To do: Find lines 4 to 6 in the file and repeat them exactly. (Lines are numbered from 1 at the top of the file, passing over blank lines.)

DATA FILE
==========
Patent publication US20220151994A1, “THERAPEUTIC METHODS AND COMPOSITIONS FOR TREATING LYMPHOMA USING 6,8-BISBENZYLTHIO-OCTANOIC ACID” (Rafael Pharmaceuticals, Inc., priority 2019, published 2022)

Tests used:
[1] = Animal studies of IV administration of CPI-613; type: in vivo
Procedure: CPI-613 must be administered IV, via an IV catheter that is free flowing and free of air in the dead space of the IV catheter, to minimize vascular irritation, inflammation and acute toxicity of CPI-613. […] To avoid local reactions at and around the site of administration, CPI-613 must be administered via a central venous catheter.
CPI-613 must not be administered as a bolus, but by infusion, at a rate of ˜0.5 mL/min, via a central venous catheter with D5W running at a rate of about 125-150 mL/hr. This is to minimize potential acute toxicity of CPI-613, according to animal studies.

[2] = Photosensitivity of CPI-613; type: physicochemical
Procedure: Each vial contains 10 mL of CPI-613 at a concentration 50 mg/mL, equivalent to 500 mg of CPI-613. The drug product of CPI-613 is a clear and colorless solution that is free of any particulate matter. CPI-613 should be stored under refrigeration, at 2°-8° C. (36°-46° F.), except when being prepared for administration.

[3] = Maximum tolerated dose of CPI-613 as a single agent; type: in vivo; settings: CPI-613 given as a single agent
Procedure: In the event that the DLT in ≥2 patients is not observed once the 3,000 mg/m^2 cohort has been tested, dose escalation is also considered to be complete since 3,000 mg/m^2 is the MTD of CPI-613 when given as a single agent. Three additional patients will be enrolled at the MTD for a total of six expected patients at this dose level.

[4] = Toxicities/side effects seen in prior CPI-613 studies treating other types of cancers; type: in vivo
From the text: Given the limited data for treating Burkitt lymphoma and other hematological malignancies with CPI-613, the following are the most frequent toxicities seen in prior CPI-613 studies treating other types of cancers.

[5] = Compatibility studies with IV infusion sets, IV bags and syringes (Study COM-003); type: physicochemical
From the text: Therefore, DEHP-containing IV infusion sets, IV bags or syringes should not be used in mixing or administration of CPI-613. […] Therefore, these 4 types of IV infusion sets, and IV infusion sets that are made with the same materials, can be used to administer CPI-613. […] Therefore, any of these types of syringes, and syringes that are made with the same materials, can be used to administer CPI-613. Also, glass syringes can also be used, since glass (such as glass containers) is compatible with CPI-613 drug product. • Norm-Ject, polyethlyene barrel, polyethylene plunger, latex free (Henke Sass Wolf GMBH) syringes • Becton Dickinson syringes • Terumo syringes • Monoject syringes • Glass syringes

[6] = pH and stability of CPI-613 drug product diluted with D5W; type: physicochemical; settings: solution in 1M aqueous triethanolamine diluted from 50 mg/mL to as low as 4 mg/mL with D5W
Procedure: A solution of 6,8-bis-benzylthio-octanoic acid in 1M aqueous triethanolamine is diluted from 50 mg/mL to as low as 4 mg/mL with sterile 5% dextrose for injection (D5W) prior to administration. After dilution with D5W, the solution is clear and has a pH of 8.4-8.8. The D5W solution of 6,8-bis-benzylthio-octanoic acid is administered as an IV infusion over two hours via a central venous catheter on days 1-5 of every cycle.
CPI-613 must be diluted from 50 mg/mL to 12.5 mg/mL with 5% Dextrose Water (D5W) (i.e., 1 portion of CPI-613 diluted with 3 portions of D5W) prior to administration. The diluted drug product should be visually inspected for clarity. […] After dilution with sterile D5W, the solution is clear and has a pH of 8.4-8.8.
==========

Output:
Procedure: CPI-613 must be administered IV, via an IV catheter that is free flowing and free of air in the dead space of the IV catheter, to minimize vascular irritation, inflammation and acute toxicity of CPI-613. […] To avoid local reactions at and around the site of administration, CPI-613 must be administered via a central venous catheter.
CPI-613 must not be administered as a bolus, but by infusion, at a rate of ˜0.5 mL/min, via a central venous catheter with D5W running at a rate of about 125-150 mL/hr. This is to minimize potential acute toxicity of CPI-613, according to animal studies.

[2] = Photosensitivity of CPI-613; type: physicochemical